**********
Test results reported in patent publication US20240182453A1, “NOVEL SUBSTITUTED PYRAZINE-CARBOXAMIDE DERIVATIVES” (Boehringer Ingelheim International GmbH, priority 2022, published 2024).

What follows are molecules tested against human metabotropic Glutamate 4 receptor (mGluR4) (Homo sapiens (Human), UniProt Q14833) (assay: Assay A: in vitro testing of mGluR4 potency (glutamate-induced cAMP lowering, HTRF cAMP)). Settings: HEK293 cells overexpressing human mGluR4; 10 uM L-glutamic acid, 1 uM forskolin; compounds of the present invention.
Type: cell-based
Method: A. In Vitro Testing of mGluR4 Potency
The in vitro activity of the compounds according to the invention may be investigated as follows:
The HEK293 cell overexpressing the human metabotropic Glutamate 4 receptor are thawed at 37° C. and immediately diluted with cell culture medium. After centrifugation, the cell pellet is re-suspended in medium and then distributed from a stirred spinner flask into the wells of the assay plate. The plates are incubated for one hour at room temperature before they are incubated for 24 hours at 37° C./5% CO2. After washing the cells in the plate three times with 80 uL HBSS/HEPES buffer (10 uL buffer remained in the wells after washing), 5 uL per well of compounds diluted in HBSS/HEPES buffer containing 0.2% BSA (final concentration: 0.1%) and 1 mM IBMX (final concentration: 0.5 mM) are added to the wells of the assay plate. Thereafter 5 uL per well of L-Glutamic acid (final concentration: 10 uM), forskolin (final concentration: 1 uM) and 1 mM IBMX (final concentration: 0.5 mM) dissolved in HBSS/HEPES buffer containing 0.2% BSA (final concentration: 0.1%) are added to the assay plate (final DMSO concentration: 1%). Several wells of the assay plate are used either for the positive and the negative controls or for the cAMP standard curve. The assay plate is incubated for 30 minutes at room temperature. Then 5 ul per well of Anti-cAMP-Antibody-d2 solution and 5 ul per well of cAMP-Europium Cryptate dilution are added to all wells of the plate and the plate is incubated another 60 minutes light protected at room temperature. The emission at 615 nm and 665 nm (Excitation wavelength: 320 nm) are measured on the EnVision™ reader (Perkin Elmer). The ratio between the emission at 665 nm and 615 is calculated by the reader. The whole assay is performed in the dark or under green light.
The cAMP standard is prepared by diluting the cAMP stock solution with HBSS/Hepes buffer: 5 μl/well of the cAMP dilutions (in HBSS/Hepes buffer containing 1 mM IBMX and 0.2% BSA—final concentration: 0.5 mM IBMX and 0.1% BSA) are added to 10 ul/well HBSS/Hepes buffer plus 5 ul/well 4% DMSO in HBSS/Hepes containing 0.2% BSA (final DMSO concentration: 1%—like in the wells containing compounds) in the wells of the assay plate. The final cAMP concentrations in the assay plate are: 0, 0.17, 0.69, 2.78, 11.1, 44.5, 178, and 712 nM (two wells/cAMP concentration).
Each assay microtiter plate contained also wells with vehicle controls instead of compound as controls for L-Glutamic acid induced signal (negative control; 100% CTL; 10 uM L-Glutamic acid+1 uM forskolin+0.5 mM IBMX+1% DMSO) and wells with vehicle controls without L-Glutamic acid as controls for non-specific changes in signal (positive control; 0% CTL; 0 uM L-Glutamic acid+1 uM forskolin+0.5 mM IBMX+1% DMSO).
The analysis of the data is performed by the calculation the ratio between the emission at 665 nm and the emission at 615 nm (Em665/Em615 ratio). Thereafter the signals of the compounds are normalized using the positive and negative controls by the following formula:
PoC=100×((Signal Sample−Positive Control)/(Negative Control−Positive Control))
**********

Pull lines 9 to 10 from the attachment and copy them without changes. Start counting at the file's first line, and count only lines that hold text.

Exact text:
The analysis of the data is performed by the calculation the ratio between the emission at 665 nm and the emission at 615 nm (Em665/Em615 ratio). Thereafter the signals of the compounds are normalized using the positive and negative controls by the following formula:
PoC=100×((Signal Sample−Positive Control)/(Negative Control−Positive Control))